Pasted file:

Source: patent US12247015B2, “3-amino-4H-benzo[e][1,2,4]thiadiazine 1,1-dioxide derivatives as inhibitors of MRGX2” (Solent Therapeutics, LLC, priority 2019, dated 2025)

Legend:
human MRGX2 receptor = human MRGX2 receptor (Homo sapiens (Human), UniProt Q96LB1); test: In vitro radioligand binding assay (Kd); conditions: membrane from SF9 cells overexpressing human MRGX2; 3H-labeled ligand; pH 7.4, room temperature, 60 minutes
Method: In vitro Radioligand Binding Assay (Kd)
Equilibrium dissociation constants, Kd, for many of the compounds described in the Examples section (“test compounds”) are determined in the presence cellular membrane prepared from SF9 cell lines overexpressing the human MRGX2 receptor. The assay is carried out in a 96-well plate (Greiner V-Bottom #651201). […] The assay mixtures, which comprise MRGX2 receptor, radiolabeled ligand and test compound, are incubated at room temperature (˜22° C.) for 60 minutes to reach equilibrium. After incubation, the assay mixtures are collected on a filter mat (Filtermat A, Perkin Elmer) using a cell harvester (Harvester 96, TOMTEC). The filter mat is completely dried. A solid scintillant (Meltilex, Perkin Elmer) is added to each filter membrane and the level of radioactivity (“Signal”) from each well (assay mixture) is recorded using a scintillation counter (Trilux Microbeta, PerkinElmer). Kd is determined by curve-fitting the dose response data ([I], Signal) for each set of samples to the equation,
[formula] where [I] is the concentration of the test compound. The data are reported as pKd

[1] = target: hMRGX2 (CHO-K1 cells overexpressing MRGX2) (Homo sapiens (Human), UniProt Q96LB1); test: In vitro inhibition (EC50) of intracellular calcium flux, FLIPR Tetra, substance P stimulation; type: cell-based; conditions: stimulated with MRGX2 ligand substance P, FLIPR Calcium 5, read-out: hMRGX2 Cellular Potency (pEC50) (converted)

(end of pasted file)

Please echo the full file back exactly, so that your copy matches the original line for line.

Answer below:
Source: patent US12247015B2, “3-amino-4H-benzo[e][1,2,4]thiadiazine 1,1-dioxide derivatives as inhibitors of MRGX2” (Solent Therapeutics, LLC, priority 2019, dated 2025)

Legend:
human MRGX2 receptor = human MRGX2 receptor (Homo sapiens (Human), UniProt Q96LB1); test: In vitro radioligand binding assay (Kd); conditions: membrane from SF9 cells overexpressing human MRGX2; 3H-labeled ligand; pH 7.4, room temperature, 60 minutes
Method: In vitro Radioligand Binding Assay (Kd)
Equilibrium dissociation constants, Kd, for many of the compounds described in the Examples section (“test compounds”) are determined in the presence cellular membrane prepared from SF9 cell lines overexpressing the human MRGX2 receptor. The assay is carried out in a 96-well plate (Greiner V-Bottom #651201). […] The assay mixtures, which comprise MRGX2 receptor, radiolabeled ligand and test compound, are incubated at room temperature (˜22° C.) for 60 minutes to reach equilibrium. After incubation, the assay mixtures are collected on a filter mat (Filtermat A, Perkin Elmer) using a cell harvester (Harvester 96, TOMTEC). The filter mat is completely dried. A solid scintillant (Meltilex, Perkin Elmer) is added to each filter membrane and the level of radioactivity (“Signal”) from each well (assay mixture) is recorded using a scintillation counter (Trilux Microbeta, PerkinElmer). Kd is determined by curve-fitting the dose response data ([I], Signal) for each set of samples to the equation,
[formula] where [I] is the concentration of the test compound. The data are reported as pKd

[1] = target: hMRGX2 (CHO-K1 cells overexpressing MRGX2) (Homo sapiens (Human), UniProt Q96LB1); test: In vitro inhibition (EC50) of intracellular calcium flux, FLIPR Tetra, substance P stimulation; type: cell-based; conditions: stimulated with MRGX2 ligand substance P, FLIPR Calcium 5, read-out: hMRGX2 Cellular Potency (pEC50) (converted)